Progger Interview and Show Review
Formative member of Progger, Brian Donohoe, just moved back to Austin from New York days before the show. After forming the band in 2011, Brian moved to NY in 2013 leaving the Austin members that he started the band with, Daniel Watson and Matt Muehling, behind. The band has since created home bases in New York and Los Angeles (where original drummer, Daniel Watson, now lives) while keeping their home base in Austin. They always play at their cherished venue One-2-One when they can, as this is the place that gave the band their start.
The band is still promoting their newest album, Dystopia, that came out in March of this year. We were so excited to see them perform at a place that holds such sentiment, especially after a long absence with Donohoe being gone and other prominent founder, Muehling. leaving for London soon.
It was a lot of fun to watch each set progress. It was incredible to see each member doing something that, to an audience member, looked so independent and stand alone then make eye contact with another member to signal a change and fluidly jam as one. It was truly like watching a masterpiece unfold. We’re sure this is the kind of energy and chemistry you get with every Progger show, but we trust that it was extra special for this beautiful homecoming performance.
The original crew of Brian Donohoe on saxophone, Matt Muehling and Carter Arrington on guitar, Paul Deemer on trombone and Nick Clark on bass played this set, with the exception of new drummer Charles Reed, who replaced Daniel Watson. Newcomer and little brother of Charles, Zach Reed, also joined the band on the keys. It was the brothers’ first time to play a show together with little rehearsal prior. You could see the nervousness in Zach’s face as he looked back at his older brother to stay in time and catch any and all signals. When he had his keyboard solos, though, it was great to see him let loose and jam.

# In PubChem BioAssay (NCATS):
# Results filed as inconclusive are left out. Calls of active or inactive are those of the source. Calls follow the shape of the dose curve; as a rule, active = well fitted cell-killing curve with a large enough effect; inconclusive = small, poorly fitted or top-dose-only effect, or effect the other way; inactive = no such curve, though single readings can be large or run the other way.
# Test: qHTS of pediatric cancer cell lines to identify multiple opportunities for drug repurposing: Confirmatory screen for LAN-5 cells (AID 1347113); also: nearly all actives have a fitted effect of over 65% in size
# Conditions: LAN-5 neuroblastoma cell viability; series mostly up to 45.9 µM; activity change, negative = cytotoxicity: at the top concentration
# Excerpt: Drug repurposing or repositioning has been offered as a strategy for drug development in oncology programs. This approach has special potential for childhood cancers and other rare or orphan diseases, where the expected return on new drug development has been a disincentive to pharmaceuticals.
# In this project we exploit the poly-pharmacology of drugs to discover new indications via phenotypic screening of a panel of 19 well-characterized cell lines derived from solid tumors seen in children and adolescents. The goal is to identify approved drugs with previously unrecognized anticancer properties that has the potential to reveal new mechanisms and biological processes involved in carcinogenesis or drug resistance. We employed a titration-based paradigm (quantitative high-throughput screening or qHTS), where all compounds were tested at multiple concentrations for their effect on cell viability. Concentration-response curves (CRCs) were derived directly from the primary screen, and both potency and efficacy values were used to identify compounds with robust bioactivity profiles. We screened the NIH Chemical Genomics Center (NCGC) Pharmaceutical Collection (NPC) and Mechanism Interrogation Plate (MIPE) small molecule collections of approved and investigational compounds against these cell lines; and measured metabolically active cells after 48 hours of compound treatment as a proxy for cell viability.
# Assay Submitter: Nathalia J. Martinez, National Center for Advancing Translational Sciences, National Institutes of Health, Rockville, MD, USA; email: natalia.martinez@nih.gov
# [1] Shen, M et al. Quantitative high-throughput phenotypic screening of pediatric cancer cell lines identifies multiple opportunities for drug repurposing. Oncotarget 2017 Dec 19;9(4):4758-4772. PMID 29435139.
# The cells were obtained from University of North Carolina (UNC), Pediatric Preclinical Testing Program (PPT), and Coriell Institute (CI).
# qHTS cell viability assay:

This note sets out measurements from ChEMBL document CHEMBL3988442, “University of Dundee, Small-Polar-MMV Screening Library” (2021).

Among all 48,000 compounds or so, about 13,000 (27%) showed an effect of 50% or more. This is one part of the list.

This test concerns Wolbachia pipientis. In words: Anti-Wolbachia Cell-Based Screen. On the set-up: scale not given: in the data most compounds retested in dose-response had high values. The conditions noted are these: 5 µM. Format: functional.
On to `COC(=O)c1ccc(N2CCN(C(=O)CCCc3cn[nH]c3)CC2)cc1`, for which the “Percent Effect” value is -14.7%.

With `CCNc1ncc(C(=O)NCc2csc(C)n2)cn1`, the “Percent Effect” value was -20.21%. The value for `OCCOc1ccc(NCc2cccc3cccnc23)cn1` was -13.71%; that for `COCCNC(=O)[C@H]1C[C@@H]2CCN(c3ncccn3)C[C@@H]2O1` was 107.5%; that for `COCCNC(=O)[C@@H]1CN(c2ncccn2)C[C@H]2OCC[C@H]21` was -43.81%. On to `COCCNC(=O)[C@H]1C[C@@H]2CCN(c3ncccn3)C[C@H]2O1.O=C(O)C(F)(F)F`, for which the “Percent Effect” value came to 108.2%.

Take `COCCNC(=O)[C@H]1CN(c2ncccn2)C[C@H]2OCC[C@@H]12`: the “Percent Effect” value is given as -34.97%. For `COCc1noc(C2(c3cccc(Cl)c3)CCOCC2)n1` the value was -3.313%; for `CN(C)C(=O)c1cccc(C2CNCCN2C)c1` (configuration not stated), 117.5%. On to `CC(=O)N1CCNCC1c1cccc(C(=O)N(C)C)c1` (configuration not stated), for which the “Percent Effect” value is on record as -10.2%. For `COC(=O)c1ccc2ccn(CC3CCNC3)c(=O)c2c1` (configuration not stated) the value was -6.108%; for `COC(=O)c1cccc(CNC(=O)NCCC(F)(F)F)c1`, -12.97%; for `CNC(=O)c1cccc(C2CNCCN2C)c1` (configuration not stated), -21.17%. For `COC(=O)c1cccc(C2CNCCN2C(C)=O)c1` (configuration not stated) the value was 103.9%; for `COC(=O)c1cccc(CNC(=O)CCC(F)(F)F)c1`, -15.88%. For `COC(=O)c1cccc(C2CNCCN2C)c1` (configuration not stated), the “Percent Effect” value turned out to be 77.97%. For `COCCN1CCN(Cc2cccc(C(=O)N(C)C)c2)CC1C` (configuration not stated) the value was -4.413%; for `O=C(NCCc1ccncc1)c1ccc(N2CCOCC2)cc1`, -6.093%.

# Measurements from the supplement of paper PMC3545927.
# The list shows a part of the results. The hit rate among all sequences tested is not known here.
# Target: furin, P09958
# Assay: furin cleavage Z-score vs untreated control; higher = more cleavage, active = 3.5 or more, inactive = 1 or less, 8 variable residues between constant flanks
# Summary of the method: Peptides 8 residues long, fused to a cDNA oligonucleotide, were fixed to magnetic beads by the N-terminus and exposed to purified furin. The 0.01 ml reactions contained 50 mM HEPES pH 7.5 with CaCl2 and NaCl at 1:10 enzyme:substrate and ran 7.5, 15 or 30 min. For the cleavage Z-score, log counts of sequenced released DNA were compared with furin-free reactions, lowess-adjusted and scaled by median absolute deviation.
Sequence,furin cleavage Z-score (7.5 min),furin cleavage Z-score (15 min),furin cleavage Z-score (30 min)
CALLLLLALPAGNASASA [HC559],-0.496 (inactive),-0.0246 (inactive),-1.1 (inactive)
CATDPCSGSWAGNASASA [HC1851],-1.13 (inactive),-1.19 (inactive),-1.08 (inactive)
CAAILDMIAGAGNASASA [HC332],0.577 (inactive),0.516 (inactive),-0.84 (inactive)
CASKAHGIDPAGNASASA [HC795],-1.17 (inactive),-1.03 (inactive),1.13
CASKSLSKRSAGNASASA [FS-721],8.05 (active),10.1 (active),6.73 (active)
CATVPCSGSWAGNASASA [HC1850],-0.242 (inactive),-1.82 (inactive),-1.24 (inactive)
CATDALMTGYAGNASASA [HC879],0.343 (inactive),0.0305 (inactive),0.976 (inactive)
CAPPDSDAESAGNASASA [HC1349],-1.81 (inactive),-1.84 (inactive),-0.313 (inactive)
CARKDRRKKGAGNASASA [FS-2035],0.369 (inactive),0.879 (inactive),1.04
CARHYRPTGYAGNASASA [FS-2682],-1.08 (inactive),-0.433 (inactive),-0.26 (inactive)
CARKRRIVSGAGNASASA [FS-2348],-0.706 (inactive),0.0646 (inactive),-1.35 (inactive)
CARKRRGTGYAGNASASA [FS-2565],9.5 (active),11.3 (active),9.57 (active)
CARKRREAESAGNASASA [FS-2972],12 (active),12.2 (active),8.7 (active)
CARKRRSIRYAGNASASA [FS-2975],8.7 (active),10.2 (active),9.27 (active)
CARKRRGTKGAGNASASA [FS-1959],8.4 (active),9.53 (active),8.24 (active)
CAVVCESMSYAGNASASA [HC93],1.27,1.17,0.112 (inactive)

The crowd really ramped up when the band played Housewives with its sound ranging from classical piano to heavy electric guitar. It has an epic sound that still manages to be smooth and melodic.
We were able to sit down with Brian before the show and talk to him about the formation of the band, what they’re doing now and the much awaited homecoming show:
You guys had a year long residency at One 2 One, was that mostly in your forming years?
Yes that was in 2012. We played at One-2-One every week and that is how everything kind of came together for the first couple of records. The reason we started the band was because no one was doing the music that we liked so we were like, “we will do it ourselves”, and fortunately we got matched up with Matt Muehling, who has been a friend of mine for many many years. He connected me with like-minded people in town and are now some of my best friends and some of my favorite people to play with. Greg and Destiny [of One-2-One] gave us that venue for one night every week for like a year--they were insanely supportive of us!
What did that do for your exposure while you were here?
For a band like us we are extremely niche, normal avenues of promotion don’t really work for us. We depend on word of mouth and that was the only way we could build any kind of fan base and it worked here in Austin. The thing is we have such an amazing and supportive community here and most of our fans in town are fellow musicians because we are an instrumental band. In the United States, at least, it is relatively hard to reach people without lyrics if you are not in a band.
Where did you draw a lot of your inspiration from?